How will my 1040 form change under the Tax Cuts and Jobs Act?
The Tax Cuts and Jobs Act will bring about significant changes to our taxes in the coming year. Filing for taxes will involve several new considerations and even your tax return form itself will be different. To ensure you comply with the new tax code so as to avoid any potential problems with the IRS, you should review the most important changes coming to the tax filing process before tax season hits.
Your Tax Form Will Change
You will no longer file using a Form 1040A or 1040-EZ. Instead, you will use the newly designed Form 1040. This form consists of two pages and will summarize your income, deductions, and credits. For many filers who hire a professional to do their taxes or who do their taxes online will not likely notice a difference with the form.
Your Tax Rate May Drop
Per the Tax Cuts and Jobs Act, the IRS will still use seven tax brackets, but many brackets will owe a reduced tax rate. The top tax rate has reduced from 39.6% to 37%, for example. However, not every filer will save. With altered tax ceilings, some filers may actually be bumped to a higher tax bracket.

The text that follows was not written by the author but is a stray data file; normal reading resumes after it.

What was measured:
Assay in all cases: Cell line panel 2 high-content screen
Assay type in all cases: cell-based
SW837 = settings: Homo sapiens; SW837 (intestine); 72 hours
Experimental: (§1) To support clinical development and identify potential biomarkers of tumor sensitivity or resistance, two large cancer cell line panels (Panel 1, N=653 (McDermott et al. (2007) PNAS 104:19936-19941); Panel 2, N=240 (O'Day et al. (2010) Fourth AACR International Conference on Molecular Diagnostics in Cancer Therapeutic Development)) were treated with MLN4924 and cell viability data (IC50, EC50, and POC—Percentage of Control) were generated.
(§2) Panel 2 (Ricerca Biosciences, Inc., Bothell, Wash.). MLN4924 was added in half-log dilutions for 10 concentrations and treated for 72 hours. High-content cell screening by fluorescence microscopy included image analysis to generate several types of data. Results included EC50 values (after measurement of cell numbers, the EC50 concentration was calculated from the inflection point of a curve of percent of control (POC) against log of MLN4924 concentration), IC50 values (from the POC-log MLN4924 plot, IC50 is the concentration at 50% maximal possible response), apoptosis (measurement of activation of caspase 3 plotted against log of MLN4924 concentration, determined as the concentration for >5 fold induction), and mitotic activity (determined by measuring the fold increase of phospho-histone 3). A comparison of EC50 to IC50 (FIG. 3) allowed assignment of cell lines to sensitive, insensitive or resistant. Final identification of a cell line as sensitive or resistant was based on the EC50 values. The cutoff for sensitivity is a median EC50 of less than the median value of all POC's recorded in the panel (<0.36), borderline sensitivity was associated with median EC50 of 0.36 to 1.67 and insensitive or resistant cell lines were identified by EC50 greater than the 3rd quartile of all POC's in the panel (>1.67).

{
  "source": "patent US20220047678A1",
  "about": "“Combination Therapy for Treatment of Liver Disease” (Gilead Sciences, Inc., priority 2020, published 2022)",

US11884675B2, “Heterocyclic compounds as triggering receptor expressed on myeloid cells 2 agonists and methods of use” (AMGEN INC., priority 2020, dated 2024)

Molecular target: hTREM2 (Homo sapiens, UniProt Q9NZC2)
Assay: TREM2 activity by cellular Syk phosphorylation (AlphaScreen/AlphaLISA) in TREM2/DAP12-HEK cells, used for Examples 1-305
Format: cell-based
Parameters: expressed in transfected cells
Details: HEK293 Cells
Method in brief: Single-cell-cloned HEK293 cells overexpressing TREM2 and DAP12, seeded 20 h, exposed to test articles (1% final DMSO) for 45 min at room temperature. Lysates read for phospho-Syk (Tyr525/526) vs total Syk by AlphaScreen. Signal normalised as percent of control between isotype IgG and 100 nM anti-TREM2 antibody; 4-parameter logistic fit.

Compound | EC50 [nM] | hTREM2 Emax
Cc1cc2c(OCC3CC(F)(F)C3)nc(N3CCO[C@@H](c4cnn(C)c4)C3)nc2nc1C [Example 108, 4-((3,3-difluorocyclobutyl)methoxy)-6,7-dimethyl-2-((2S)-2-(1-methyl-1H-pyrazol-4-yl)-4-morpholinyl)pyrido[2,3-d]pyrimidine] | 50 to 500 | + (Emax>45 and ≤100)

The Standard Deduction Has Increased
On your return, you will still have the ability to ether take an itemized deduction or standard deduction, however the standard deduction amount has greatly increased. Now, the standard deduction will be nearly double as compared to 2017’s deductions. Joint filers can claim a $24,000 standard deduction, while singles can claim $12,000. With the increased standard deduction, it is likely that more filers will take the standard deduction rather than itemizing their deductions.
Your Exemptions Have Changed
Whereas before you could claim exemptions for yourself and your spouse, these exemptions have now been eliminated. The rationale is that the increased child tax credit, which jumped to double from 2017, will more than make up for the old personal and dependency exemptions. These are just a few of the many changes you will see on your 2018 tax return. Contact a tax attorney for more assistance with any tax issues you may face.